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Emergency Management

Important Information

How to Sign Up for ATHOC

At NSA Naples the ATHOC system is used for community notification of emergent events, disasters, and causes for caution. We highly recommend that anyone in the NSA Naples community join ATHOC to receive these updates. You can join ATHOC by following the guide below.

Fastest Solution The Alternative Option
  • Email the following information to
  • Last Name, First Name, M.I.
  • Assigned Command/Agency
  • Duty Location
  • Scheduled Rotation/Departure Date
  • List of ALL emails (duty & personal) that you would like to receive notifications
  • List ALL landline phone numbers you would like to receive notifications at. *Required Format* 011- Country Code (+39 for Italy) - City Code - Local Number.
  • List ALL mobile numbers they would like to receive voice and text notifications, SMS required. *Required Format* 011- Country Code (+39 for Italy) - City Code - Local Number.

If you are no longer receiving ATHOC notifications and you are still stationed at NSA Naples, check your current information with EM department to see if it is just out of date.


The next time disaster strikes, you may not have much time to act.  Prepare NOW for a sudden emergency.  Learn how to protect yourself and cope with disaster by planning ahead.  This checklist will help you get started.  Discuss these ideas with your family, then prepare an emergency plan.  Post the plan where everyone will see it -- on the refrigerator or bulletin board.  For additional information about how to prepare for hazards in your community, contact the EMO or the American Red Cross Chapter.
  NSA Fire/Ambulance/Police
 On Base    911 
 DSN     626-4911/5911
 Off Base     081-568-4911/5911
 NSA Quarterdeck     081-568-5547
 US Consulate Naples     081-583-8111

Italian Authorities
 Fire     115
 Police     112
 Ambulance     118

Emergency Checklist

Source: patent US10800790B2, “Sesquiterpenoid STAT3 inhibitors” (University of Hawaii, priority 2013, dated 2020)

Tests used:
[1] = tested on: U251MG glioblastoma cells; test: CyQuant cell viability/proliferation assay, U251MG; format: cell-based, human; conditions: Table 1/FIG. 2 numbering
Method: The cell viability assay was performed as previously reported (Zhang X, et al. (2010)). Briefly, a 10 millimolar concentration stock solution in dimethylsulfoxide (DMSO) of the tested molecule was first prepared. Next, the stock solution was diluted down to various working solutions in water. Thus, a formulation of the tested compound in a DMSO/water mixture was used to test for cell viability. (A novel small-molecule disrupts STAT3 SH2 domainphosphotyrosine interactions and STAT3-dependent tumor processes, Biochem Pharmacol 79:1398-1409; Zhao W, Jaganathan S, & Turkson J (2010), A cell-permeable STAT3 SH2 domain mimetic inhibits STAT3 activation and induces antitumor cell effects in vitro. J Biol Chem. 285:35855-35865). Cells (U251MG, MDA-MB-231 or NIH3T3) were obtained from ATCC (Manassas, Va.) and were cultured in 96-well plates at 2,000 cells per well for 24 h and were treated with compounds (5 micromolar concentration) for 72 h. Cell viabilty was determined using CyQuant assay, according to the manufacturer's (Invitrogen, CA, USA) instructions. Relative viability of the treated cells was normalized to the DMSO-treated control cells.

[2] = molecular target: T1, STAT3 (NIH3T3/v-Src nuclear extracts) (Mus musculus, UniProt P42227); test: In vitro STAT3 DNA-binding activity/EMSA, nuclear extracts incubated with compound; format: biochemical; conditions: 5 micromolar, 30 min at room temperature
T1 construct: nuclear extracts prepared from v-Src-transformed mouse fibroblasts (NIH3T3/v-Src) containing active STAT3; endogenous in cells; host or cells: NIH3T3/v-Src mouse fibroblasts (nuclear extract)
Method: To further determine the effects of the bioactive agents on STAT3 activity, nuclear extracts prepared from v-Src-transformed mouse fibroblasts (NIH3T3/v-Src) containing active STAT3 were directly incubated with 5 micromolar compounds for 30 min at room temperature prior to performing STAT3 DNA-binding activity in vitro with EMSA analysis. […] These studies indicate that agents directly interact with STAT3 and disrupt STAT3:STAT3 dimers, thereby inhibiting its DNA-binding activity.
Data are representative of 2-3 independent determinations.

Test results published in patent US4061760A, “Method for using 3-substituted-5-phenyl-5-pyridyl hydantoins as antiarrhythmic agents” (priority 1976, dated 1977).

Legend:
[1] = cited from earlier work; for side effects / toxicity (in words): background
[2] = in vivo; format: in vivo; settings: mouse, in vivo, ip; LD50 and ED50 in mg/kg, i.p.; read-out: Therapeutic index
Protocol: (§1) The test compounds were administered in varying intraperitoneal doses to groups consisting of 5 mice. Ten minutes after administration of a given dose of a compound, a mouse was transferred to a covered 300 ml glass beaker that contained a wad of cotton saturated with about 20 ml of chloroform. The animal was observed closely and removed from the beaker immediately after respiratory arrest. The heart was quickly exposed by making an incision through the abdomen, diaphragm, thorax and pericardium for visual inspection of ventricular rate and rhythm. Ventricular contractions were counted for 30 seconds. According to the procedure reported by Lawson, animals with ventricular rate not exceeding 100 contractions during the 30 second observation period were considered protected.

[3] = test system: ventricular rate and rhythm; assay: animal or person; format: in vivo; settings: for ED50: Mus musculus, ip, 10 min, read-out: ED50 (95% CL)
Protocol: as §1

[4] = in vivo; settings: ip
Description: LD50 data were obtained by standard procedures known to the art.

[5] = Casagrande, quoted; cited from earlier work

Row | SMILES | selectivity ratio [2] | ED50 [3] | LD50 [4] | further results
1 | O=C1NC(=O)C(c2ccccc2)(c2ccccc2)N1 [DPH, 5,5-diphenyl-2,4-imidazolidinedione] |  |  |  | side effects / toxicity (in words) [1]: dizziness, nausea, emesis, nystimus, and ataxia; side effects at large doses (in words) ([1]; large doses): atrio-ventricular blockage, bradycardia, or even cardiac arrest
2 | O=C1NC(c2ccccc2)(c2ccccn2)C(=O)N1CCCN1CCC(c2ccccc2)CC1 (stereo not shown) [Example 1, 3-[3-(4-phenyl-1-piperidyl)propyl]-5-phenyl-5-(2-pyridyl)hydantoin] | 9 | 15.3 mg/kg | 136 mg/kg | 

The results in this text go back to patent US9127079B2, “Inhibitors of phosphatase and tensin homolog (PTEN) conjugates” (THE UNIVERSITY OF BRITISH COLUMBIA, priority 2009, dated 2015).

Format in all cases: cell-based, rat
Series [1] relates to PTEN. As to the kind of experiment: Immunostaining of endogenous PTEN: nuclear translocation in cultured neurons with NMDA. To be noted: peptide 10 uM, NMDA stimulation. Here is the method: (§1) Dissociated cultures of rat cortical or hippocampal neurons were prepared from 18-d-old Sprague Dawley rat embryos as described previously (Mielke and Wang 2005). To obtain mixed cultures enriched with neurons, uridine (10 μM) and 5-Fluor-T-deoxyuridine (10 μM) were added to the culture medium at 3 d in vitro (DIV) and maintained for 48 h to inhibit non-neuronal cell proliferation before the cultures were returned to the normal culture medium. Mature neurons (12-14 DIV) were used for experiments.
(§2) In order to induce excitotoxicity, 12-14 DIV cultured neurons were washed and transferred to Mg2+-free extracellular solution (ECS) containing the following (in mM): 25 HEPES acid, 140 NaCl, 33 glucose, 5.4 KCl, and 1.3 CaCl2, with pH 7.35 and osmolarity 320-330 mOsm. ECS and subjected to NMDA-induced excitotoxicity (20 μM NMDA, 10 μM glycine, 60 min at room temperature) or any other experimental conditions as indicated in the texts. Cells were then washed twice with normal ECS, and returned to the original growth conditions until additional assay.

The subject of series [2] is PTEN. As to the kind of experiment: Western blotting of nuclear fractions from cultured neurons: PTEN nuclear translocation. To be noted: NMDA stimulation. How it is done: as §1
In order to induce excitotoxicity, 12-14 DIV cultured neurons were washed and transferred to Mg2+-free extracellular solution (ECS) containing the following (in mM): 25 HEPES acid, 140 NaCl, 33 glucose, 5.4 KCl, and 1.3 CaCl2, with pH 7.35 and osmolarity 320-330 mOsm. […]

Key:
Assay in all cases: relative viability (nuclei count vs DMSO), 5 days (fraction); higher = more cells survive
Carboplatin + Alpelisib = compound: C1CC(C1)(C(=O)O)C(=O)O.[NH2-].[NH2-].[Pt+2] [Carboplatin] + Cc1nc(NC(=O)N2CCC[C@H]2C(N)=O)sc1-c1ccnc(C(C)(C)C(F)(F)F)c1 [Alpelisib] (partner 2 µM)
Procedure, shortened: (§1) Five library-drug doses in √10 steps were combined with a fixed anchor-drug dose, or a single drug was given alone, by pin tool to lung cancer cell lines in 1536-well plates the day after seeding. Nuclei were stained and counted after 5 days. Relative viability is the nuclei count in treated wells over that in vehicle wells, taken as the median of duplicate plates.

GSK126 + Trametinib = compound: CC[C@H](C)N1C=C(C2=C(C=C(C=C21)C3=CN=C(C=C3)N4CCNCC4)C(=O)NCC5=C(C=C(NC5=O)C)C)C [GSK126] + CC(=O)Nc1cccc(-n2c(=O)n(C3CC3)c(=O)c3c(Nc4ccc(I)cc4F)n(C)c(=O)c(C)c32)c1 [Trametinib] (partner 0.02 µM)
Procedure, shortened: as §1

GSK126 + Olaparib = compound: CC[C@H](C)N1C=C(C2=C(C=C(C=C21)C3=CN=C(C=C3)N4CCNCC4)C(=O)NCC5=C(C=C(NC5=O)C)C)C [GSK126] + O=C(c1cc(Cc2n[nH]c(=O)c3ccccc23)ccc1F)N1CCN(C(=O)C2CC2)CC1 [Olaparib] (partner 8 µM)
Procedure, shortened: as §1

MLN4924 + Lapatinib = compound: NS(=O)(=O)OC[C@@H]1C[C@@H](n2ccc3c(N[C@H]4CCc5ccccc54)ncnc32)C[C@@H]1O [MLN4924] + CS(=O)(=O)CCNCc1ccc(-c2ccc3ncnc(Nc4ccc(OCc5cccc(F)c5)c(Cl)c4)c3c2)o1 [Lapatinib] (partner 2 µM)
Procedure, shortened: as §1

Coordinate with the Emergency Management Office or the American Red Cross.  First step is to
review this Web site.
  • Find out which disasters could occur in Naples.
  • Ask how to prepare for each disaster.
  • Ask how you would be warned of an emergency.
  • Learn your community's evacuation routes.
  • Ask about special assistance for elderly or disabled persons.
  • Ask your workplace about emergency plans.
  • Learn about emergency plans for your children's school or day care center.
To assist in this process, we have created checklists that are aimed at preparing your household and your command for emergency preparedness. You can find these checklists here:

Commander's EM Self-Assessment

Individual and Family's EM Self-Assessment

Don't forget to download and review our NSA Naples Emergency NEO Preparedness Guidebook here

Preparing an Emergency Plan
The following guidelines will help you create an emergency plan:
  • Meet with household members.
  • Discuss with children the dangers of fire, severe weather, earthquakes, and other emergencies.
  • Discuss how to respond to each disaster that could occur.
  • Discuss what to do about power outages and personal injuries.
  • Draw a floor plan of your home. Mark two escape routes from each room.
  • Learn how to turn off the water, gas, and electricity at main switches.
  • Post emergency telephone numbers near telephones.
  • Teach children how and when to call the base emergency numbers.
  • Instruct household members to turn on the radio for emergency information.
  • Teach children how to make long distance telephone calls.
  • Take a Basic First Aid and CPR Class
  • Keep family records in a water- and fire-proof container.
  • Pick one local friend or relative for family members to call if separated by disaster
  • Pick two meeting places two places near your home in case of a fire,
  • Two places outside your neighborhood in case you cannot return home.

Preparing a Disaster Supplies Kit
  • A supply of non-perishable packaged or canned food and a non-electric can opener.
  • A change of clothing, raingear, and sturdy shoes.
  • Blankets or sleeping bags.
  • A first aid kit and prescription medications.
  • An extra pair of glasses.
  • A battery-powered radio, flashlight, and plenty of extra batteries.
  • Credit cards and cash.
  • An extra set of car keys.
  • A list of family physicians.
  • Important family information; the style and serial number of medical devices, such as pacemakers.